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German activists "Nein zu CETA" ("No to CETA") have filed the largest-ever civil lawsuit in German history. It could be a success for several reasons.
The free trade agreement between Canada and the European Union, the Comprehensive Economic and Trade Agreement (CETA), aims to stimulate the economy. Opponents, however, warn of the dangers. The "Nein zu CETA" activists have launched Germany's largest ever civil lawsuit.
Roman Huber the national manager of the organization "Mehr Demokratie" ("More democracy"), the complaint against the free trade agreement CETA with the German Constitutional Court.
Huber is particularly wary of plans to set up arbitration courts in the context of the agreement. "I do not at all understand why a new jurisdiction is being established. We live in constitutional states in the European Union and Canada," said Huber in an interview with DW.
He does not view Canadian companies as the biggest problem. "Through their Canadian subsidiaries, 40,000 US companies can sue the European Union, and all member states down to small towns." According to Huber, the door will open for compensation claims worth billions.
"I think that is absurd."
A broad alliance of opponents
This is the fifth constitutional complaint against CETA and is by far the most comprehensive. Apart from the "Mehr Demokratie" organization, other groups have joined the protest. In recent weeks, they have gathered 125,000 signatures that were presented to the Constitutional Court in Karlsruhe this week.
The Cologne professor Bernhard Kempen initiated the complaint. He is see it as problematic that the precautionary principle under which stress or hazards for humans and the environment are prevented, has been ignored. This includes measures that can be taken if certain problematic substances have not been widely tested. CETA would make this principle null and void.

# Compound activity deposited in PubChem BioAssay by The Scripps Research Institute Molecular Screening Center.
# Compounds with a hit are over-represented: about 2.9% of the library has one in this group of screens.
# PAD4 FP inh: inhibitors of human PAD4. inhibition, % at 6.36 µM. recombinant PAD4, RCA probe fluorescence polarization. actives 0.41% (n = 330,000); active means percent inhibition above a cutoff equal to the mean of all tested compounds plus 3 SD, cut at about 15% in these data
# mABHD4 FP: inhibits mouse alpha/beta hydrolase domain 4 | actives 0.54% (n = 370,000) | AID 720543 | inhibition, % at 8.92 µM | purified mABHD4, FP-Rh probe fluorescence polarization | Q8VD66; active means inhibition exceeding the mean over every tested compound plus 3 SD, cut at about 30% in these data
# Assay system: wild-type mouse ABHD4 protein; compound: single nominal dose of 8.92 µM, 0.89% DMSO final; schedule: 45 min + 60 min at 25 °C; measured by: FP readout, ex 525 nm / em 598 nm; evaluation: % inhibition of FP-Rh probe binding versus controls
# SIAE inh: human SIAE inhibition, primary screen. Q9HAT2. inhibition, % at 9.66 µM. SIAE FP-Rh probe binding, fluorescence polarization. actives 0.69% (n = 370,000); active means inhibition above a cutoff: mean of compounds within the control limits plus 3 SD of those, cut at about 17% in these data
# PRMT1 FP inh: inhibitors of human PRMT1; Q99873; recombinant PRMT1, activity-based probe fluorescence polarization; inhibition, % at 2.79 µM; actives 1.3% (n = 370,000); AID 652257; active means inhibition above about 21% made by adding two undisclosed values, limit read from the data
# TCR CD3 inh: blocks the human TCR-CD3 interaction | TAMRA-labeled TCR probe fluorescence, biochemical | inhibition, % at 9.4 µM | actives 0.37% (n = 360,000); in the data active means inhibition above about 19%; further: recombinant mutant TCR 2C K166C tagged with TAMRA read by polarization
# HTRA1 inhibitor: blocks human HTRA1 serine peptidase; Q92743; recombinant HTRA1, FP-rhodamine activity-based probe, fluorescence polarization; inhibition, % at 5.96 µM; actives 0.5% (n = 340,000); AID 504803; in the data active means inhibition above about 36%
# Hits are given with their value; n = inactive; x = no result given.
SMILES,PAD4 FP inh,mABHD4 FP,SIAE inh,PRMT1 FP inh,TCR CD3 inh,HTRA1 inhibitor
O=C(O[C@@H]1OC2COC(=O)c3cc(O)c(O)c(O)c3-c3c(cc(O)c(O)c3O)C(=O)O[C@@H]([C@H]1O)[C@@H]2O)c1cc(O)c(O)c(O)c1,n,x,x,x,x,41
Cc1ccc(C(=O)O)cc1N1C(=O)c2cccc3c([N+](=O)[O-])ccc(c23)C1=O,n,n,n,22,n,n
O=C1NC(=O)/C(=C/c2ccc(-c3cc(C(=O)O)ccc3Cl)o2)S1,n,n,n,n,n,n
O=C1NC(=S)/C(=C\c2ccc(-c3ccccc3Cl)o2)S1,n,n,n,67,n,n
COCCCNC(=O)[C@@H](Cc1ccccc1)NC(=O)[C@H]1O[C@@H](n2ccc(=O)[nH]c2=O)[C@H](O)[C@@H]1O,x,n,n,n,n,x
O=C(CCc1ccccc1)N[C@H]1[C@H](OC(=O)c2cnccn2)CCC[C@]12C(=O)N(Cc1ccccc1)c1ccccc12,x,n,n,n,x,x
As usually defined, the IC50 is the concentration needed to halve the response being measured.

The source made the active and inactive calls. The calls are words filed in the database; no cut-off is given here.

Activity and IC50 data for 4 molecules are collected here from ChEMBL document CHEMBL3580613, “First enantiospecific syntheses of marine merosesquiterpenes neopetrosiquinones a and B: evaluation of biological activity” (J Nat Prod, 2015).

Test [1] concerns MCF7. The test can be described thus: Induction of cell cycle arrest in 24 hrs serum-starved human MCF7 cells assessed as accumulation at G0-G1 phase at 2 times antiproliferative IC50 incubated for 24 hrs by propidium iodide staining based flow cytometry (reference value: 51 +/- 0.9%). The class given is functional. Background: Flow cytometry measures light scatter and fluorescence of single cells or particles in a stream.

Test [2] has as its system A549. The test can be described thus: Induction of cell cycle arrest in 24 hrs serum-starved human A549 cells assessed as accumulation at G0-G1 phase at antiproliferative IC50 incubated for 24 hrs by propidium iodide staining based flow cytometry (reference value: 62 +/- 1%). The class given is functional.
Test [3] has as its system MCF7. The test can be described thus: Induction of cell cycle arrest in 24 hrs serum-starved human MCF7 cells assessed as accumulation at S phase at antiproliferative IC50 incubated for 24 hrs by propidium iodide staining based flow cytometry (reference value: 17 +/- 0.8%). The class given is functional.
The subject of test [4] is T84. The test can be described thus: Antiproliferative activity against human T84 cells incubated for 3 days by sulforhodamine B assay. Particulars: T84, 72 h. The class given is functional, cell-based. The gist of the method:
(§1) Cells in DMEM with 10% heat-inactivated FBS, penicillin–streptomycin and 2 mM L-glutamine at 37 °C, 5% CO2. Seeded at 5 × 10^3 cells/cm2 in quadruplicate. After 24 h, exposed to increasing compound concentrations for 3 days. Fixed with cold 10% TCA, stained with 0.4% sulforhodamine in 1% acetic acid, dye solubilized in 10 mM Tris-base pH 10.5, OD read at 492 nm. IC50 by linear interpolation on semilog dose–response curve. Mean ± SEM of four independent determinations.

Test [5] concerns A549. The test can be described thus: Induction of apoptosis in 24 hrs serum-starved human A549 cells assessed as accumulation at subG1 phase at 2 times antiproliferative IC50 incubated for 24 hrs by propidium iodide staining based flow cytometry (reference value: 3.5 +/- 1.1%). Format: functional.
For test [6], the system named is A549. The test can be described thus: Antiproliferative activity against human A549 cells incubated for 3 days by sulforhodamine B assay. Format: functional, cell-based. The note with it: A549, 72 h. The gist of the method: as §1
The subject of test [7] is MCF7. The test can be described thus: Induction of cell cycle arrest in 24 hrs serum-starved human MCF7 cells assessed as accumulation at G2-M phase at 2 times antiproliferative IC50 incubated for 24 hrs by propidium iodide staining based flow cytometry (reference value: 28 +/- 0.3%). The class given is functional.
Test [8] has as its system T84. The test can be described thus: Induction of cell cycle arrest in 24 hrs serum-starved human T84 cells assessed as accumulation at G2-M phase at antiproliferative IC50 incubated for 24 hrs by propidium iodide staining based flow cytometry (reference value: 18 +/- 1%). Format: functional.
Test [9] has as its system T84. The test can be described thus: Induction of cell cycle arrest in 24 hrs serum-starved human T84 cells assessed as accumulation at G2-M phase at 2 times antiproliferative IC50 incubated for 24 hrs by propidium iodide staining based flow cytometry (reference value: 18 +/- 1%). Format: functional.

Kempen's main point of criticism lies in the "provisional" implementation of CETA without the approval of national parliaments. The provisional implementation only requires the approval of the European Council.
Protest has good chances of success
Roman Huber feels it is important to stress that he is by no means an opponent of globalization or free trade in general. "We just want people to respect the rights of our citizens." He sees a trend towards resistance to the agreement. "This is a sign of broad discontent that exists in the population. This was not an online petition that they simply needed to click." To him, the numbers say it all. "125,000 people who support the lawsuit – that is a remarkable sign."
The number of plaintiffs alone will not necessarily impress the judges of the Constitutional Court. The lawsuit could still be a success for another reason: EU states are not represented in the management body of CETA, known as the "joint committee." But according to a Constitutional Court decision on the Lisbon Treaty, this requirement must be fulfilled. So this would mean that if the judges were consistent, they would have to prohibit the German government's approval of the CETA agreement in the European Council on October 18.